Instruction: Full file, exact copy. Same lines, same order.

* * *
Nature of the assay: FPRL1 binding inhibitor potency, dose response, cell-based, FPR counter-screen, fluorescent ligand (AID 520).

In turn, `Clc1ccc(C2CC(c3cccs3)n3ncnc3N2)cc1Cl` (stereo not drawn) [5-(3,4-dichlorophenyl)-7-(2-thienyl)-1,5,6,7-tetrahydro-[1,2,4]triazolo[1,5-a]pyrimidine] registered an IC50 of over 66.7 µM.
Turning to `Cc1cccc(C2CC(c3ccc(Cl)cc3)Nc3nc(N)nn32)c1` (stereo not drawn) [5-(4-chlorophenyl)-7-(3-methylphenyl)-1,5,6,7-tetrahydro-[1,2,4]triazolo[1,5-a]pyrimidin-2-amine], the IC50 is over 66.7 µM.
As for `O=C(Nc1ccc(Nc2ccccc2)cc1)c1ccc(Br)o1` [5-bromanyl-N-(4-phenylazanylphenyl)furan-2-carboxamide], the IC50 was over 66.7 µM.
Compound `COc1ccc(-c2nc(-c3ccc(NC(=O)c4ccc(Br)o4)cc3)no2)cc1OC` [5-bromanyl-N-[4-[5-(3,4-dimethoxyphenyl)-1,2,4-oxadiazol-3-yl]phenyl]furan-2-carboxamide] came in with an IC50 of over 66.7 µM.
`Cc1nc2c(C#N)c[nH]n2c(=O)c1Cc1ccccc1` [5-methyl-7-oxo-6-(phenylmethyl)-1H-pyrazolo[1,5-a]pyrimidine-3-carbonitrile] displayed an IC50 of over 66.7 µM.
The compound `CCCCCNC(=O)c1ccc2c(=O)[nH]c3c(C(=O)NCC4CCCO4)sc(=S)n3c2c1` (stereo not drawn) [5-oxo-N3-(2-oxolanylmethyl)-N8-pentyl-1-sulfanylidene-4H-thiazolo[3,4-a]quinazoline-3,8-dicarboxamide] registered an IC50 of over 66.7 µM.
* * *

Nature of the assay: FPRL1 binding inhibitor potency, dose response, cell-based, FPR counter-screen, fluorescent ligand (AID 520).

In turn, `Clc1ccc(C2CC(c3cccs3)n3ncnc3N2)cc1Cl` (stereo not drawn) [5-(3,4-dichlorophenyl)-7-(2-thienyl)-1,5,6,7-tetrahydro-[1,2,4]triazolo[1,5-a]pyrimidine] registered an IC50 of over 66.7 µM.
Turning to `Cc1cccc(C2CC(c3ccc(Cl)cc3)Nc3nc(N)nn32)c1` (stereo not drawn) [5-(4-chlorophenyl)-7-(3-methylphenyl)-1,5,6,7-tetrahydro-[1,2,4]triazolo[1,5-a]pyrimidin-2-amine], the IC50 is over 66.7 µM.
As for `O=C(Nc1ccc(Nc2ccccc2)cc1)c1ccc(Br)o1` [5-bromanyl-N-(4-phenylazanylphenyl)furan-2-carboxamide], the IC50 was over 66.7 µM.
Compound `COc1ccc(-c2nc(-c3ccc(NC(=O)c4ccc(Br)o4)cc3)no2)cc1OC` [5-bromanyl-N-[4-[5-(3,4-dimethoxyphenyl)-1,2,4-oxadiazol-3-yl]phenyl]furan-2-carboxamide] came in with an IC50 of over 66.7 µM.
`Cc1nc2c(C#N)c[nH]n2c(=O)c1Cc1ccccc1` [5-methyl-7-oxo-6-(phenylmethyl)-1H-pyrazolo[1,5-a]pyrimidine-3-carbonitrile] displayed an IC50 of over 66.7 µM.
The compound `CCCCCNC(=O)c1ccc2c(=O)[nH]c3c(C(=O)NCC4CCCO4)sc(=S)n3c2c1` (stereo not drawn) [5-oxo-N3-(2-oxolanylmethyl)-N8-pentyl-1-sulfanylidene-4H-thiazolo[3,4-a]quinazoline-3,8-dicarboxamide] registered an IC50 of over 66.7 µM.